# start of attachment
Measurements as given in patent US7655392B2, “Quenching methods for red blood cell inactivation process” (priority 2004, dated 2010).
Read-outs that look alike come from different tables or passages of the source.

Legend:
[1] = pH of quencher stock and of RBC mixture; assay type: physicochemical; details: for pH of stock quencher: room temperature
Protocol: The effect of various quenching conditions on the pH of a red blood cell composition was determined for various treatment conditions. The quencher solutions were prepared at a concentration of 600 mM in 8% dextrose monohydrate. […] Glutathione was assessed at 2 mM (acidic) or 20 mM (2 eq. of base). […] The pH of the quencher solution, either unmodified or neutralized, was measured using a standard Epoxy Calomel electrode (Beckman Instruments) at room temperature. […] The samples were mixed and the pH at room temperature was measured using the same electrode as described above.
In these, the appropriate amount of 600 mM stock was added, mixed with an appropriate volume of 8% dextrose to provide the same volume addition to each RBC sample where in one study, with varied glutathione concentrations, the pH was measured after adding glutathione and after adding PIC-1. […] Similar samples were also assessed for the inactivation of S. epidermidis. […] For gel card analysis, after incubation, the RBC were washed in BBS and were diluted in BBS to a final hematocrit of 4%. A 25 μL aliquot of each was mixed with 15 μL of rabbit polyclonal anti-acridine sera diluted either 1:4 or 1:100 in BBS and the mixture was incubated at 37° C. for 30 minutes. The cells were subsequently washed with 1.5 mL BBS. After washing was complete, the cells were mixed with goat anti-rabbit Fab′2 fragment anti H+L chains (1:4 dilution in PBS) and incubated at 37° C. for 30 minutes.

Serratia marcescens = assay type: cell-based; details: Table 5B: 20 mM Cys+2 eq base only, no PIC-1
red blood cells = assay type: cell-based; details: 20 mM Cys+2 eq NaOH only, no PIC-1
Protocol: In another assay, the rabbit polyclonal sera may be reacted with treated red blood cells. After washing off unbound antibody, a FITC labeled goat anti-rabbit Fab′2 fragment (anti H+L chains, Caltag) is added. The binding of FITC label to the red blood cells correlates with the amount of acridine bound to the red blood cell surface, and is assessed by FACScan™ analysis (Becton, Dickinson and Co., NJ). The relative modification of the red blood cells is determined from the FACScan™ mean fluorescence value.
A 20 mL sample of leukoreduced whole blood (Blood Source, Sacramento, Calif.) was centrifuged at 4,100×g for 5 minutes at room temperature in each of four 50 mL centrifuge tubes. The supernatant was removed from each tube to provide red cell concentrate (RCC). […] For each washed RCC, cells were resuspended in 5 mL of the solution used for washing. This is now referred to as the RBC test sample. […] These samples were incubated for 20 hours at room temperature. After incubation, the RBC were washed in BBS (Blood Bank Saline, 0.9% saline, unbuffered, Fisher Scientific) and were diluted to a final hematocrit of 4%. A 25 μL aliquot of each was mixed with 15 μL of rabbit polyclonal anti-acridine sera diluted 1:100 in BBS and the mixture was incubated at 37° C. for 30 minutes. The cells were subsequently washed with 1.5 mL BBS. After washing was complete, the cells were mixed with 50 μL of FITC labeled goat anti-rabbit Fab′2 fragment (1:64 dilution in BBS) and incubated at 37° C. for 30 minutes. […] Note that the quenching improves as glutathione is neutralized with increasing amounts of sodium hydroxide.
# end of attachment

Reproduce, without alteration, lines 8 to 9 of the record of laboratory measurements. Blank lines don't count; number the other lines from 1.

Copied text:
red blood cells = assay type: cell-based; details: 20 mM Cys+2 eq NaOH only, no PIC-1
Protocol: In another assay, the rabbit polyclonal sera may be reacted with treated red blood cells. After washing off unbound antibody, a FITC labeled goat anti-rabbit Fab′2 fragment (anti H+L chains, Caltag) is added. The binding of FITC label to the red blood cells correlates with the amount of acridine bound to the red blood cell surface, and is assessed by FACScan™ analysis (Becton, Dickinson and Co., NJ). The relative modification of the red blood cells is determined from the FACScan™ mean fluorescence value.